[Column] Patrick Ndegwa: The future of connectivity in Africa – and how to prepare your business

Connectivity has transformed traditional business models in Africa and given consumers new platforms, products, and services that they can access anytime and anywhere – especially critical in the midst of a pandemic. Data- and network-dependent technologies such as automation, IoT, AI, blockchain, cloud, and advanced analytics are dramatically accelerating the pace of innovation, but our increased consumption of data is also fuelling the need for improved networks and connectivity. So, what does the future of connectivity hold for African businesses, and what can they do to prepare for it?

New kinds of connectivity

When the Internet first reached Africa, service providers had to rely on sporadic and expensive satellite connections that made affordable connectivity largely inaccessible. In 2009, however, we introduced 17,000 km of undersea fibre optic cable to the Eastern and Southern coasts of Africa, which resulted in a significant fall of wholesale prices for direct fibre.

Today, the rapid digitalisation of business and consumer activities requires greater speeds, reduced latency, and more flexible network architecture to meet rising data demands. With the fifth generation of wireless technology, or 5G, at our doorstep, networks are set to benefit from up to 1,000 times more data transmission capacity to more devices, 10 times lower latency, as well as ‘network slicing’ capabilities – which will help prioritise specific users, services, or devices during network overloads.

What is important to keep in mind, however, is that fibre will remain the backbone of wireless networks such as 5G. The speed and reliability of 5G relies on the strength of fibre networks that carry traffic to and from 5G transmitters. The rollout of 5G and other new forms of connectivity, such as low Earth orbit satellites, will also take time before they become widely accessible and reliable. Businesses cannot afford to stay idle until that happens, which is why investment in fibre will remain essential for the foreseeable future.

The future is in the cloud

Since the start of the pandemic, businesses have been forced to pivot towards online activity. Whether catering for customers who need online functionality, or employees who are working from home, the sudden digital migration has necessitated better network infrastructure. Organisations are also now faced with the possibility that things may not go back to the way they used to be. The pandemic has advanced digital transformation, with companies reporting that they’ve accelerated the digitisation of customer and supply-chain interactions and internal operations by three to four years. Hybrid work models are not only preferred by many employees, but they are also presenting companies with significant cost savings in some cases.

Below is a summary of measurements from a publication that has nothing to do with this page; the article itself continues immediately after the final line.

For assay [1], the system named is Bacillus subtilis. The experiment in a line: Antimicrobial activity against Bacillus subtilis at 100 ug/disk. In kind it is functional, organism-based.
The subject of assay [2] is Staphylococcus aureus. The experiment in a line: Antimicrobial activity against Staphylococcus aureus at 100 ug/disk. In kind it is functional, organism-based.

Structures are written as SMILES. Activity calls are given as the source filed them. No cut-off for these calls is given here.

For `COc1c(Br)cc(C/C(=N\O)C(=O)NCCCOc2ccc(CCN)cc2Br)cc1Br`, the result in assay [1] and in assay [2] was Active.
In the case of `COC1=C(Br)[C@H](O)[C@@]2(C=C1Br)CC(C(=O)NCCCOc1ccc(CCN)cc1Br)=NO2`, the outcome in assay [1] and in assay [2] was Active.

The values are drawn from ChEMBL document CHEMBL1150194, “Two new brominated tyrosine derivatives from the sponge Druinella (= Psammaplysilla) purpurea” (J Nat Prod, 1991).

For these reasons, cloud adoption will become increasingly important for both innovation and operational continuity. Businesses can take advantage of cloud-based applications or hosted servers for enhanced mobility, or enable remote teams to connect with each other more effectively through cloud communications.

Still, many private businesses and public institutions in East Africa are not yet fully embracing cloud technology due to insufficient knowledge, unclear regulations, and cost and security concerns. Inadequate access to fast and reliable connectivity is another obstacle, without which cloud services cannot function properly. For Kenya to take advantage of the opportunities of the cloud, businesses and government will need to work together to develop more stable and accessible network infrastructure.

The next generation of networks

Because of the increased digitisation of services, cloud adoption, and the proliferation of IoT-enabled devices, networks are being challenged in ways never seen before. From 2020 to 2025, African data traffic is expected to grow by 12 times, which is why businesses will need more flexible network solutions to meet the exponential growth in digital demand.

A software-defined wide area network (SD-WAN) provides a modern network solution for modern business requirements. It allows businesses to manage every aspect of their network through a centralised overlay that shows all of its connections, regardless of what cloud platform or Internet provider they come from. IT managers can use SD-WAN tech to optimise bandwidth usage and costs, run cloud applications more efficiently, and strengthen network security.

SD-WAN offers business networks far more control, visibility, and flexibility than traditional network solutions such as wide area networks (WANs), virtual private networks (VPNs), or multiprotocol label switching (MPLS). To meet increasingly complex network requirements, businesses will need future-ready networks, like SD-WANs.

Preparation and partnership are key

In the years to come, those who can fully utilise digital technologies will remain at the forefront of their industries. Data traffic and the demand for connected services are increasing exponentially, and businesses will need a clear connectivity strategy that looks at where they are now – and where they need to be in the future – to prepare for the next generation of innovative technologies.

The best way for businesses to prepare their networks is by partnering with a reliable cloud and connectivity provider that can offer high-quality and scalable services to meet their unique business requirements. A dramatic digital acceleration is underway, and connectivity provides the foundation for tomorrow’s digital economy. Is your business network ready for the future?

Patrick Ndegwa is Business Sales Lead for SEACOM East Africa.

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